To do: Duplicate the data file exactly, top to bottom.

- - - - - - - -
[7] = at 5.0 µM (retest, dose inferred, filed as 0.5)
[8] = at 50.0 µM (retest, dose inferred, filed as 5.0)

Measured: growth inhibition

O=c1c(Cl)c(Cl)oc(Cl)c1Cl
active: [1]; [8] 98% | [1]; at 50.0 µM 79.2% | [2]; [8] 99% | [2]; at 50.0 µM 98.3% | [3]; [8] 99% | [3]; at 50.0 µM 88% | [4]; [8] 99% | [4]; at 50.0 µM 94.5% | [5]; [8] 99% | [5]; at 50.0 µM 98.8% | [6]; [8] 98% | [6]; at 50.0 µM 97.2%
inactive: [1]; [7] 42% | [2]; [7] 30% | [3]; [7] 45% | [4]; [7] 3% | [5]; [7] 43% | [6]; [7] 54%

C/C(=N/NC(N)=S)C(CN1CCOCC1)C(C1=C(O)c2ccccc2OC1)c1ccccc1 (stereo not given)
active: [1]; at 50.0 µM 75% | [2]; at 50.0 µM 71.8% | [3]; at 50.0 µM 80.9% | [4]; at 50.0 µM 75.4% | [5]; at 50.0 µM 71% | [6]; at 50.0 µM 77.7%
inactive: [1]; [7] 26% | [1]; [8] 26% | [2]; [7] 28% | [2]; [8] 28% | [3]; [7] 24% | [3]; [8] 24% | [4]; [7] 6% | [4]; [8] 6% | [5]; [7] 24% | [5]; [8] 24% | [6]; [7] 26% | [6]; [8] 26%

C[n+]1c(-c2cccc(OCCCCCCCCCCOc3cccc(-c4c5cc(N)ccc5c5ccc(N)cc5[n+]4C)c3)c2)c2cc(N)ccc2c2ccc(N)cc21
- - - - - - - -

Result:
[7] = at 5.0 µM (retest, dose inferred, filed as 0.5)
[8] = at 50.0 µM (retest, dose inferred, filed as 5.0)

Measured: growth inhibition

O=c1c(Cl)c(Cl)oc(Cl)c1Cl
active: [1]; [8] 98% | [1]; at 50.0 µM 79.2% | [2]; [8] 99% | [2]; at 50.0 µM 98.3% | [3]; [8] 99% | [3]; at 50.0 µM 88% | [4]; [8] 99% | [4]; at 50.0 µM 94.5% | [5]; [8] 99% | [5]; at 50.0 µM 98.8% | [6]; [8] 98% | [6]; at 50.0 µM 97.2%
inactive: [1]; [7] 42% | [2]; [7] 30% | [3]; [7] 45% | [4]; [7] 3% | [5]; [7] 43% | [6]; [7] 54%

C/C(=N/NC(N)=S)C(CN1CCOCC1)C(C1=C(O)c2ccccc2OC1)c1ccccc1 (stereo not given)
active: [1]; at 50.0 µM 75% | [2]; at 50.0 µM 71.8% | [3]; at 50.0 µM 80.9% | [4]; at 50.0 µM 75.4% | [5]; at 50.0 µM 71% | [6]; at 50.0 µM 77.7%
inactive: [1]; [7] 26% | [1]; [8] 26% | [2]; [7] 28% | [2]; [8] 28% | [3]; [7] 24% | [3]; [8] 24% | [4]; [7] 6% | [4]; [8] 6% | [5]; [7] 24% | [5]; [8] 24% | [6]; [7] 26% | [6]; [8] 26%

C[n+]1c(-c2cccc(OCCCCCCCCCCOc3cccc(-c4c5cc(N)ccc5c5ccc(N)cc5[n+]4C)c3)c2)c2cc(N)ccc2c2ccc(N)cc21